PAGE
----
Pricing issues are the subject of separate discussions between industry associations and the ACCC.

    16. Long term contracts (for example, hotel management contracts). Some contracts have been entered into for periods of up to 30 years.

    Finalised. See Treasurers Press Release No 36: long-term non-reviewable contracts.

    The Government will introduce measures to ensure that there is no disadvantage to either party to a long-term non-reviewable contract under The New Tax System.

    This will address the situation whereby certain pre-existing contracts that do not have review clauses were to become subject to GST from 1 July 2005 without the ability of the suppliers to recover the GST, while the recipients of the supplies receive an input tax credit.

    17. Apportionment of input tax credits (especially B&B and Farm Stay).

    Finalised. See GST Ruling GSTR 2000/15.

    18. Distinction between residential premises (input taxed) and commercial residential premises.

    Finalised.GSTR 2000/20 on this topic issued on 21 June 2000.

    19. Treatment of 'sub entities' in registered clubs.

    Finalised. Division 63 of the GST Legislation applies to non-profit bodies that are income tax exempt under certain provisions of the ITAA 1997.

    20. Averaging for mixed businesses.

    Finalised. The Tax Office has produced a booklet titled "Simplified GST Accounting Methods for Food Retailers" (NAT 3185). This booklet is available from the Tax Office infoline 13 28 66.

    21. Requirement for clubs on Substituted Accounting Periods to report monthly.

    Finalised. Under proposed legislative changes the requirement to lodge quarterly will not apply to non-profit bodies that are income tax exempt under certain provisions of the ITAA 1997.

    32. Itineraries and ticketing.

    Are itineraries considered to be tax invoices?

    Finalised. In some situations, you may issue a document before it is certain that you will make a supply because the document is merely an offer. In these situations, there is no supply until the recipient accepts the offer.

    Therefore an itinerary may constitute a tax invoice for GST purposes provided it meets the minimum information requirements set out in the GST legislation and regulations for tax invoices and the recipient has accepted the offer.

    34. Are childcare facilities provided at resorts and hotels GST-free?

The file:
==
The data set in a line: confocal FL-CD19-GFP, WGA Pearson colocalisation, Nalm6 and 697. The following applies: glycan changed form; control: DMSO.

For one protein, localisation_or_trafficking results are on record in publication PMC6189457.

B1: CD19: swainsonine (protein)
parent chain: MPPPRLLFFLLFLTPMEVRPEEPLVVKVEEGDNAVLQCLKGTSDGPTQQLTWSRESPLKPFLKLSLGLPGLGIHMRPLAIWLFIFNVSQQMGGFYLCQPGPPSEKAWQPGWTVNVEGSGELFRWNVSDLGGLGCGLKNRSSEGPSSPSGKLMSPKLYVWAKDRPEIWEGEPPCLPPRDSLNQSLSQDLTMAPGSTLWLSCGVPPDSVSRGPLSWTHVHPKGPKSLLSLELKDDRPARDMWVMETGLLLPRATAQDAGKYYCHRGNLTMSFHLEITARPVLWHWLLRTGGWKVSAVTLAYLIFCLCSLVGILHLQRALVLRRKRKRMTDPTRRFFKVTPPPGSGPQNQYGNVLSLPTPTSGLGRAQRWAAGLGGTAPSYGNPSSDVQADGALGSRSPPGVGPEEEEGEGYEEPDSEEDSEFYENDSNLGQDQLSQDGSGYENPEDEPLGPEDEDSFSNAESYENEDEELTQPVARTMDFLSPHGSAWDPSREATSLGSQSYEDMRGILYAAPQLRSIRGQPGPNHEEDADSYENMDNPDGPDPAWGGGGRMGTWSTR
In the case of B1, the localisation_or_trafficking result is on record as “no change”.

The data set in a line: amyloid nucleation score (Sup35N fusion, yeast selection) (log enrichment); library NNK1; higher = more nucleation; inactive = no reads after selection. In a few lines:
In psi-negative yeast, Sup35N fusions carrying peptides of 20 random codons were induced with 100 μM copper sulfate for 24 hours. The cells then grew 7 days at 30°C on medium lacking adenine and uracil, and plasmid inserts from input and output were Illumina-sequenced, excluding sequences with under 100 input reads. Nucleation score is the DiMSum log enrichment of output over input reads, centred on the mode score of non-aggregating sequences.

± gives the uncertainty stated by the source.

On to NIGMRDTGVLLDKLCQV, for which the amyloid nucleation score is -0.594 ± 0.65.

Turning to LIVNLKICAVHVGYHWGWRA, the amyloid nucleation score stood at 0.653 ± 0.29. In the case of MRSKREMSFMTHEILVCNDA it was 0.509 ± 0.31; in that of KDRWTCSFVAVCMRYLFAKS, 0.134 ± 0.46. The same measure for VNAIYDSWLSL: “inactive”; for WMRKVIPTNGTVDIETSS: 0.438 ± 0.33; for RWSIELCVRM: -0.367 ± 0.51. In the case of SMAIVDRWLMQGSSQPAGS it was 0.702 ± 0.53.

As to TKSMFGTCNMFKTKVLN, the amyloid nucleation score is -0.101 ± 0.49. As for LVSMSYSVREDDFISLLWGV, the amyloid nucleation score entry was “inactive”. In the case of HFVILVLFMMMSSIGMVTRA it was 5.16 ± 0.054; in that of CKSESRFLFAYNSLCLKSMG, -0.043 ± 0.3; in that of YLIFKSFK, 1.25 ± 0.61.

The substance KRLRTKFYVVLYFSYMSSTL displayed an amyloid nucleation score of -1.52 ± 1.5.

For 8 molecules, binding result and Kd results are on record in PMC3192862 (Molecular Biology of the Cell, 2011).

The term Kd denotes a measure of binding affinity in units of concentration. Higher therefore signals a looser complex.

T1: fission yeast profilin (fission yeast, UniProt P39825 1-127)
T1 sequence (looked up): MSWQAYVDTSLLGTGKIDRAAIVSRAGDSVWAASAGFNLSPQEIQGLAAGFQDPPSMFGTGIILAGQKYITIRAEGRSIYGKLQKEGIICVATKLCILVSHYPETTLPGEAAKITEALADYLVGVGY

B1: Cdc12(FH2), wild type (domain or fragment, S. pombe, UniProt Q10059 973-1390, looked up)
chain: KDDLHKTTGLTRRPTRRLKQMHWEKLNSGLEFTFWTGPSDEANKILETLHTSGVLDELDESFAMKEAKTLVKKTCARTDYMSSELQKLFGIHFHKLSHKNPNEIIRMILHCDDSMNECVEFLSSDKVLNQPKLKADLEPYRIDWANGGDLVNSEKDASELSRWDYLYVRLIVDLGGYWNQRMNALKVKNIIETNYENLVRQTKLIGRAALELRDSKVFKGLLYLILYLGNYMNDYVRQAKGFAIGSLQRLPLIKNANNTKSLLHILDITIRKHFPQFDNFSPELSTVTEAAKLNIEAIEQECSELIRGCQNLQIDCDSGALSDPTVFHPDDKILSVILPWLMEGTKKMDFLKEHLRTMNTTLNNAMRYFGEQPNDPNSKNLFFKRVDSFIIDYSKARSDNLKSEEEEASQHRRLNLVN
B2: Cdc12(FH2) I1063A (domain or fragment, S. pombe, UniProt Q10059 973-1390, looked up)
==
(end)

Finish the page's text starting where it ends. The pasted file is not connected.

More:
Finalised. To be treated as GST-free supplies, Child Care facilities must be registered under section 49 of the Childcare Rebate Act 1993.

    35. Contractors versus employees.

    Finalised. The key messages are -

    • if the supply is business to business, the ABN must be quoted to avoid withholding at the highest marginal rate plus medicare levy
    • if the payment for the supply does not exceed $50 there is no withholding obligation
    • if the payer is an individual and the supply is for them wholly private or domestic (eg, home owner contracts with a plumber) there is no obligation to withhold
    • If the supply is not made in the course or furtherance of an enterprise carried on by the supplier there is no obligation to withhold (eg, where it is a hobby or wholly private or domestic for the supplier).

    For more details are available from the Tax Office infoline 13 28 66.

    36. Treatment of alcohol (excise).

    Finalised. Goods and Services Tax Ruling GSTR 2000/6: special credit for sales tax paid on alcoholic beverages, issued on 12 April 2000. .

    37. How does the principle of 'mutuality' apply to GST and Club?

    Finalised. See Questions and Answers on the web site.

    38. The Tourist Refund Scheme specifically refers to accompanied baggage.

    How will goods that might go as cargo at the same time as the pax departs be treated?

    Finalised.

    • Unaccompanied baggage cannot be included in the Scheme and there are no plans for legislative change to allow its inclusion.
    • There are no provisions that would allow goods travelling in the aircraft 'hold' to be included in the Scheme. Passengers must present to goods to Customs 'airside'. Discussions will continue with the airlines on 'hold' baggage verification.
     

    39. Travel insurance gives cover for a wide variety of occurrences. Will it be necessary to apportion the commission received for the GST-free and/or Input Taxed components of the insurance. What if part of the insurance for international transport also cover the traveller while in Australia?

    Finalised. A draft ruling GSTR 2000/D14 issued on this topic on 14 June 2000.

    41. The calculation of 'turnover' currently includes the value of all bets made through a poker machine. This will force many clubs and hotels that would otherwise report quarterly, to report monthly and to report electronically.

    Finalised. Under proposed legislative changes turnover from poker machines will be based on the margin.

    42. What are the requirements for the showing the ABN and ACN on business stationery?

    Finalised. The only Tax Office requirement is that the ABN be shown on tax invoices and adjustment notes. Businesses are free to show the ABN on any other stationery

    Current requirements under corporations law in relation to ACNs etc will continue.

    43. How is the commission received by a local retail agent from a local wholesaler in respect of an overseas package treated for GST purposes?